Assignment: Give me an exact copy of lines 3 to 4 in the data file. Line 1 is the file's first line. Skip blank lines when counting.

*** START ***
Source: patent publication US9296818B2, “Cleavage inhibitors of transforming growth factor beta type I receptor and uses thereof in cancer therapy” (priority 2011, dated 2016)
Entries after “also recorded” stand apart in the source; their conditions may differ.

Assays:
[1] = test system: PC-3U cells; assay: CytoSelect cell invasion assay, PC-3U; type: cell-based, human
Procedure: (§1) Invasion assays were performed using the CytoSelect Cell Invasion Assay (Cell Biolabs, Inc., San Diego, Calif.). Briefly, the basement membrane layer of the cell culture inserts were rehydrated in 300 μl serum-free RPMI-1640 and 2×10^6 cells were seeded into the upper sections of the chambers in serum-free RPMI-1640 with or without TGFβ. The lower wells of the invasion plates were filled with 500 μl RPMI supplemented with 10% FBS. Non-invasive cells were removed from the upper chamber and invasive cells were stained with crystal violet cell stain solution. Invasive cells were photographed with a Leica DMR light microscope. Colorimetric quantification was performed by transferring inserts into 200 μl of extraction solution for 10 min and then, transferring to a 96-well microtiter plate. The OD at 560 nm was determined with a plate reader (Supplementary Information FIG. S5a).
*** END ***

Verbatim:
Assays:
[1] = test system: PC-3U cells; assay: CytoSelect cell invasion assay, PC-3U; type: cell-based, human